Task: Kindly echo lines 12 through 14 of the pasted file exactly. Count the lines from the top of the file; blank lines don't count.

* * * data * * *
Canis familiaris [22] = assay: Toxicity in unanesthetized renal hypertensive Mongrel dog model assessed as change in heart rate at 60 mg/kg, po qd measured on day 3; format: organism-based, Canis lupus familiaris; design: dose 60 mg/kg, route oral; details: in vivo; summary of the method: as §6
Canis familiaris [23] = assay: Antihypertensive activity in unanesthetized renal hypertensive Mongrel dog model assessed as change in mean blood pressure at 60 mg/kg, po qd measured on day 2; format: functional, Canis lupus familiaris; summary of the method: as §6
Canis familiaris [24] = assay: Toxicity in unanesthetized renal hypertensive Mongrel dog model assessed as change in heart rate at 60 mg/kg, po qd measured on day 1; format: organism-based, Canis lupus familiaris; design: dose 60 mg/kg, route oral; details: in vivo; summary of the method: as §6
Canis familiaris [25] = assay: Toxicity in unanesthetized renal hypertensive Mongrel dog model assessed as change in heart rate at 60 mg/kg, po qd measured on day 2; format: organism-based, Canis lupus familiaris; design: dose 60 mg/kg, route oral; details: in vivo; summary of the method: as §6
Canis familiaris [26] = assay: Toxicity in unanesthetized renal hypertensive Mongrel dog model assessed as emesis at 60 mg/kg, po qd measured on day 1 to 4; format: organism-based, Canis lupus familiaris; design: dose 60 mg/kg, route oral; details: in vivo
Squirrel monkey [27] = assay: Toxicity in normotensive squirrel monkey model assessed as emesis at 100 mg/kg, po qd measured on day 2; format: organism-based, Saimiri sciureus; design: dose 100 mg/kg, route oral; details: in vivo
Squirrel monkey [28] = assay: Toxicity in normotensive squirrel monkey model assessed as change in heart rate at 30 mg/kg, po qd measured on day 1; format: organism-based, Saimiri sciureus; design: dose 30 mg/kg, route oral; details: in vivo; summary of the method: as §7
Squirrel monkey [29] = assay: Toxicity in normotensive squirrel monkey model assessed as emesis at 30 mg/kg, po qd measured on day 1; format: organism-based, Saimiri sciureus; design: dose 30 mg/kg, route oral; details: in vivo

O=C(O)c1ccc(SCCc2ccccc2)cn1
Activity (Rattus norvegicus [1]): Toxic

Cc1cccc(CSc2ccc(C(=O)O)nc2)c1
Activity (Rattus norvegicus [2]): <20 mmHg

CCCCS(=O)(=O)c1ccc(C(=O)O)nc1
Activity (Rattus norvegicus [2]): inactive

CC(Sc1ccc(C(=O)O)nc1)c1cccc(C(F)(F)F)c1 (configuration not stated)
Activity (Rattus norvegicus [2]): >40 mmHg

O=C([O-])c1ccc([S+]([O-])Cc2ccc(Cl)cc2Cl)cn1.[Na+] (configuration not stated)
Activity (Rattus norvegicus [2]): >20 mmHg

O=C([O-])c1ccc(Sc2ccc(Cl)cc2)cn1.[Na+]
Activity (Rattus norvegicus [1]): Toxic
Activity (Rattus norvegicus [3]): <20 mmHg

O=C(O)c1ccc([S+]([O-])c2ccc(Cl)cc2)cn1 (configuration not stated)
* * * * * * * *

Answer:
Activity (Rattus norvegicus [2]): <20 mmHg

CCCCS(=O)(=O)c1ccc(C(=O)O)nc1
Activity (Rattus norvegicus [2]): inactive